I haven’t been to a Romance Writers of America annual conference since the last one in Washington, DC, and then I made only a brief appearance. The last one before that was the one in St. Louis when they had the flood and the tornado warnings and 20 lightning strikes per hour.
It’s true that I’ve met several Wenches at RWA conferences–they say it’s true, and I have to believe them because a good part of my past is a blur, especially the past involving those endless-sea-of-people conferences–but these days I prefer to meet new friends and renew old acquaintance at smaller gatherings, like chapter conferences.
As a member of RWA I get the monthly Romance Writers Report, which this month contained an interview with Nora Roberts. And I am here to say, Thanks, Nora. I needed that.
Not that I haven’t been on the same page with Nora–ah, if only I had the same results–previously. However, she has a short, blunt way of cutting through the b.s. in which this business of writing often becomes mired.
People talk about the Muse and I nod, Uh huh, uh huh, and meanwhile I’m thinking, Muse, what muse? It’s just me and the computer for as far as the eye can see. My brain is like the home of someone with the pack-rat version of OCD: tons and tons of junk crammed in there, and no, I don’t know where everything is. I have to keep looking until I find it.
That’s how I write. I keep looking until I find it.
Unlike the amazing Ms. Roberts, I do start with an outline and very much unlike her, I cannot write one book a month. One book a year is my great accomplishment. I would like to write more. It isn’t for lack of trying, believe me. It isn’t for lack of discipline, either–although I’m not sure anyone’s at Nora’s level of discipline. Besides, I didn’t go to Catholic school and I’m not Irish, so there’s a cultural gap, too.
But my attitude about the job seems to match hers pretty well. This boils down to It’s my JOB.
And as she points out, it’s a terrific job. I don’t have to get up at a particular time in the morning (good thing, because I’m not an early riser), I don’t have to fight traffic to get to work (good thing, because I hate driving–and that’s another story), and I don’t have to wear panty hose (not that panty hose has no place in my life, especially the control top kind). I don’t have to look businesslike. I don’t have a boss trying to manage me (I’m not very manageable) and I’m not a boss trying to manage others (I’ve done it; I’m bad at it).
When I was a meter maid (a job I kind of loved, actually, because the experience was so Dickensian), I not only had to get up at a certain time, dress in an unattractive brown polyester uniform that included panty hose and ugly shoes, but I had to deal with drivers. Everyone in the world but me thinks he/she is a great driver. No one seems to realize that this is statistically impossible, especially in Massachusetts. Not only this, I discovered, but everyone in the world–with occasional exceptions–thinks he/she is a great parker, too.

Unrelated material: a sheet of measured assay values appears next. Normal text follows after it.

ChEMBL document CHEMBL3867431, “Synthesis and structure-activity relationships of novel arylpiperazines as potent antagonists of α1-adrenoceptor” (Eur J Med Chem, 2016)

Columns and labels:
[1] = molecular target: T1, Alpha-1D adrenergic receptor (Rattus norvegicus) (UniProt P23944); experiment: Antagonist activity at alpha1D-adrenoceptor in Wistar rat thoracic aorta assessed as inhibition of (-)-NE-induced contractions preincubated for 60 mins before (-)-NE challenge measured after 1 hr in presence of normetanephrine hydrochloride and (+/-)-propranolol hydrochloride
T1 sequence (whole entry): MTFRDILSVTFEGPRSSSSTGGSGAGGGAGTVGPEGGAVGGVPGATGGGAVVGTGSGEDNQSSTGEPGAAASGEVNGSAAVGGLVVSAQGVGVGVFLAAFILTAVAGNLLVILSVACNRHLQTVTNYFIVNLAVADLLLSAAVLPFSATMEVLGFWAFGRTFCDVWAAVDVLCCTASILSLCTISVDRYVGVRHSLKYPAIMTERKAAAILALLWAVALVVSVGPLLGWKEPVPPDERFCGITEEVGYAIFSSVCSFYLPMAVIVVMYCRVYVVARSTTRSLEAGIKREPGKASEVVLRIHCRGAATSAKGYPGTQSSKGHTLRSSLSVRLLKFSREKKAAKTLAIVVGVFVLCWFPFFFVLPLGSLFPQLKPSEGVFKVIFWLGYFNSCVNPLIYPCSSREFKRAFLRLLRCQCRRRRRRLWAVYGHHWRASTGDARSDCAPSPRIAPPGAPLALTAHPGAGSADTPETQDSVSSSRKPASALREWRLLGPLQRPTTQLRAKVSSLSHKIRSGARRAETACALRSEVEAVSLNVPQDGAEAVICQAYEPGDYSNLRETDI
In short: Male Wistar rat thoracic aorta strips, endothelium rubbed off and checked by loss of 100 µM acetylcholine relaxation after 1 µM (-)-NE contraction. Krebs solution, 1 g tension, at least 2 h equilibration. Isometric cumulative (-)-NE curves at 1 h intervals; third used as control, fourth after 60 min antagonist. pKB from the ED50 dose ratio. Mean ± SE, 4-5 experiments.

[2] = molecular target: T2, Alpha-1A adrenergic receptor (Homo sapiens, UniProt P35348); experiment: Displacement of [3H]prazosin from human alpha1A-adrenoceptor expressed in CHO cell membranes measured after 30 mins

A parking ticket contradicts this rosy self-image. Many drivers did not take the contradiction well. Some of them even threatened me with bodily injury. Mostly, though, the abuse was verbal. I wanted to respond, but not in the polite way the meter maid rules insisted upon. I wanted to say things like, “Hey, Big Guy, learn to tell time.” Or, “Learn to read the signs, Lady.” I wanted to point to the NO PARKING ANYTIME sign and ask what part of it was giving them trouble.
Above all, I wanted to say, “Get over it and pay the $^>%&*# ticket”–which at this time BTW was in the great majority of cases a meter violation, to the tune of $1. Yes, you read that correctly. Drivers went ballistic over a $1 ticket, despite their being clearly in the wrong. I made one error regarding a fire hydrant, when I started out–and the guy took me to court, another interesting part of the job–but meters were easy. You had that helpful yellow VIOLATION sign, which popped up when time ran out. It didn’t matter. People yelled, stamped their feet. Once a man practically started a riot on a street. Over a whopping $2 ticket.
Sometimes my hecklers were funny. Once, after shouting down at me for a time–from a window of an apartment–a guy finished with, “And I don’t like your hair, either,” and shut the window. My hair, too? I was so hurt.
At least once a week, someone serenaded me with “Lovely Rita Meter Maid.” Various street people of the mentally unbalanced variety ranted at me. Drunken men wooed me.
Well, I could write a book.
Which I’d much rather do instead. Even if it means that this year I have to give up my two weeks of August vacation to do so.
This is necessary if I don’t want to run the risk of turning my book in late. People–especially non-writers–tell me that it isn’t the end of the world if the book’s a little late. To me it’s a catastrophe. In spite of my best efforts, I have missed deadlines, and it always upsets me and I hate myself. So I was grateful to Nora for saying it was important not to miss them. This is not only because I had someone on my side on this issue, indicating that I was not neurotic–or no more so than at least one other published writer. I was grateful, too, because I could quote from the interview to my husband and other family members. You see, if I act like that, I’m a nut case. But Nora makes the big bucks. Nora has a kajillion books in print. She gives me total credibility. For a time–until people forget about what she said–my obsessive
work ethic is not only not insane but actually quite intelligent.
So after this, I’m going right back to work–even if it is Saturday, my usual day off as well as what could have been the first day of a Maine vacation.
Am I sobbing? Please. Not hardly likely.
I’ve got a POS to wrestle into submission, and I can’t wait to get my hands on it.